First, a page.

Introduction Ritodrine is one of the most commonly used tocolytics in preterm labor, acting as a ß2- adrenergic agonist that reduces intracellular calcium levels and prevents myometrial activation. Ritodrine infusion can result in serious maternal complications, and pulmonary edema is a particular concern among these. The cause of pulmonary edema following ritodrine treatment is multifactorial; however, the contributing genetic factors remain poorly understood. This study investigates the genetic variants associated with ritodrine-induced pulmonary edema. Methods In this case-control study, 16 patients who developed pulmonary edema during ritodrine infusion [case], and 16 pregnant women who were treated with ritodrine and did not develop pulmonary edema [control] were included. The control pregnant women were selected after matching for plurality and gestational age at the time of tocolytic use. Maternal blood was collected during admission for tocolytic treatment, and whole exome sequencing was performed with the stored blood samples. Results Gene-wise variant burden (GVB) analysis resulted in a total of 71 candidate genes by comparing the cumulative effects of multiple coding variants for 19729 protein-coding genes between the patients with pulmonary edema and the matched controls. Subsequent data analysis selected only the statistically significant and deleterious variants compatible with ritodrine-induced pulmonary edema. Two final candidate variants in CPT2 and ADRA1A were confirmed by Sanger sequencing. Conclusions We identified new potential variants in genes that play a role in cyclic adenosine monophosphate (cAMP)/protein kinase A (PKA) regulation, which supports their putative involvement in the predisposition to ritodrine-induced pulmonary edema in pregnant women.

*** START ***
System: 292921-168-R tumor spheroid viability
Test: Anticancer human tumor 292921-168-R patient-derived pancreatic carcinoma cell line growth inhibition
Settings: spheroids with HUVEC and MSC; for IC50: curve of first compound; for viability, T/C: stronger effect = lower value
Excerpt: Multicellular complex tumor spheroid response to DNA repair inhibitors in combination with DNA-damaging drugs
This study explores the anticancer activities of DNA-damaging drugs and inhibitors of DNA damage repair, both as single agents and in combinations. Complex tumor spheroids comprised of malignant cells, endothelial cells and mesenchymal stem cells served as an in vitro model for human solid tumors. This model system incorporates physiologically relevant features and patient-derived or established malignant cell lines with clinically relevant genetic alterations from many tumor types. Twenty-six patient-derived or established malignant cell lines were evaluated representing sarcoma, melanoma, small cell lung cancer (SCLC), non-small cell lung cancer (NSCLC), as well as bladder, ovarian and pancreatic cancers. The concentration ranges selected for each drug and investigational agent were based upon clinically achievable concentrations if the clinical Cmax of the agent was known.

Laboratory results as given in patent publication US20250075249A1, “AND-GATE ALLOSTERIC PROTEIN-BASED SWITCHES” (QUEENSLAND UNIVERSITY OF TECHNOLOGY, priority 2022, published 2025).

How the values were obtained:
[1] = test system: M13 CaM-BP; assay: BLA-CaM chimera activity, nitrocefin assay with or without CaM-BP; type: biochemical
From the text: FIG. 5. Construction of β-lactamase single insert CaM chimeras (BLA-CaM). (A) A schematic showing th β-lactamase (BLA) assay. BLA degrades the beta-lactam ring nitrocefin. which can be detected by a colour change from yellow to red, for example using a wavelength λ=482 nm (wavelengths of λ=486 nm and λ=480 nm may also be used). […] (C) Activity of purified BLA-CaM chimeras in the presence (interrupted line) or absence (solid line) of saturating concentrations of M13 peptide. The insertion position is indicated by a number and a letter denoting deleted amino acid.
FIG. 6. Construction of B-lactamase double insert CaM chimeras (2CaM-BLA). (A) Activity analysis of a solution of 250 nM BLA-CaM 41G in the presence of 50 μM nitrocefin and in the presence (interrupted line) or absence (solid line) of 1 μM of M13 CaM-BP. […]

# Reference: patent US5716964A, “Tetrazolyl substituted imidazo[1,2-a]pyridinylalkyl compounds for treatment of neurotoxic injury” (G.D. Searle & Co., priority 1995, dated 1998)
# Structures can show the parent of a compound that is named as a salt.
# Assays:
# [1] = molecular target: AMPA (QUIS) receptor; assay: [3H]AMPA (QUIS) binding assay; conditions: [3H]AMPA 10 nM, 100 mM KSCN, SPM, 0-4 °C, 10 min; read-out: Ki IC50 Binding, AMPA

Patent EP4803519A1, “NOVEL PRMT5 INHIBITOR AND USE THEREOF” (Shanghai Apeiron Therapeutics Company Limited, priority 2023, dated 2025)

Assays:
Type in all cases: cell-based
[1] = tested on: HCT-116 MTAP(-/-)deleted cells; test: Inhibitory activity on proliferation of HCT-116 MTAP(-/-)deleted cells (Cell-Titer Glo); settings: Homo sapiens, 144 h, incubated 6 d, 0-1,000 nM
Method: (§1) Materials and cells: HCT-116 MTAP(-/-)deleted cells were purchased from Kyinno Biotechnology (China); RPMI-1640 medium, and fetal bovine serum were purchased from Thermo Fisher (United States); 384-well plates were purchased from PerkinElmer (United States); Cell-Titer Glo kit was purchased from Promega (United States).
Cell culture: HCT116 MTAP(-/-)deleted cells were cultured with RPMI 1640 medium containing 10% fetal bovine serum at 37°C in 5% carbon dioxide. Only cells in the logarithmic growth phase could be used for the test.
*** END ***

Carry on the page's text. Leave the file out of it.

|Issue number||11 November|
|State||Published - Nov 2020|